Marc’s ebook has helped me considerably.  If you’re an avid Twitter user and you’d like a copy, head on over to his site and pick one up.

That being said, I’d like to make a shout out to all my Twitter followers.  I made a goal a couple weeks ago to get 100 followers by the end of March.  Only a few more days to go and I’ve surpassed that small milestone.  So thanks to all my followers who took the time to hit the “follow” button.  It’s not much, I know, but when you’re just starting out, it’s a huge encouragement.  People make suggestions on how to get more followers, but it all amounts to nothing without recognition that it’s others, not I, that click “follow.”

On a side note, I use the follow back method to increase the number of people I follow.  If I have some extra time, I’ll search some hashtags in my niche to find more writers and bloggers.


What about you?  Are you an expert tweeter?  If not, what’s your favourite social media platform?  Leave a comment with your answers or tips of the trade.  I’m still a newbie trying to find my way in the social media world, so I could always use the help.  Also, if you have suggestions on a theme you would like to see me cover for my Sunday Showcase, let me know.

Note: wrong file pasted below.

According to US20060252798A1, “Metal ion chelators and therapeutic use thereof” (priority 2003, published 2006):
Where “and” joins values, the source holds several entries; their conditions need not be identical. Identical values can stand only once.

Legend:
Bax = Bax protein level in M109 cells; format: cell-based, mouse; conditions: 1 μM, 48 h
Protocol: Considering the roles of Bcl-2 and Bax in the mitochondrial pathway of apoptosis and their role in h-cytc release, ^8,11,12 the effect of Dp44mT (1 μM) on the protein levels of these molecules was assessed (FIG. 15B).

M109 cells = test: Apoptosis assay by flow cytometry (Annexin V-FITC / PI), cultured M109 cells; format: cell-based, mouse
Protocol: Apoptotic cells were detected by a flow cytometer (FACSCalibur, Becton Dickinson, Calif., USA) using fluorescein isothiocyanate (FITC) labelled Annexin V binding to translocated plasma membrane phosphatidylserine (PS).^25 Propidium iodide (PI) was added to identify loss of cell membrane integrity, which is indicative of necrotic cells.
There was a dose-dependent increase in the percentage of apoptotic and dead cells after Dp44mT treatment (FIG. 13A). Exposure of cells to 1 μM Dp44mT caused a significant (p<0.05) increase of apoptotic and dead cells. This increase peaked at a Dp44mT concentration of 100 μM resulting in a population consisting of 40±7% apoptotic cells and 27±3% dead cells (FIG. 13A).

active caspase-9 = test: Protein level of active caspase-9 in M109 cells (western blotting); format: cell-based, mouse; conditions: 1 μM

2 comments:

  1. I'm just getting into twitter now and I couldn't agree more. I'd add that slipping hashtags in to what you're writing can be a sly way increase views.

    Also, buffer or Hootsuite is really a must when it comes to twitter. If you're not scheduling a constant presence in your chosen market, you really aren't making the most of the tools at hand.

    With articles in particular I like to schedule my tweets to go live a day or two after someone makes a post. This means I don't get lost with everyone else who's posting about the article and it may open that article up to a second new audience who missed the first launch.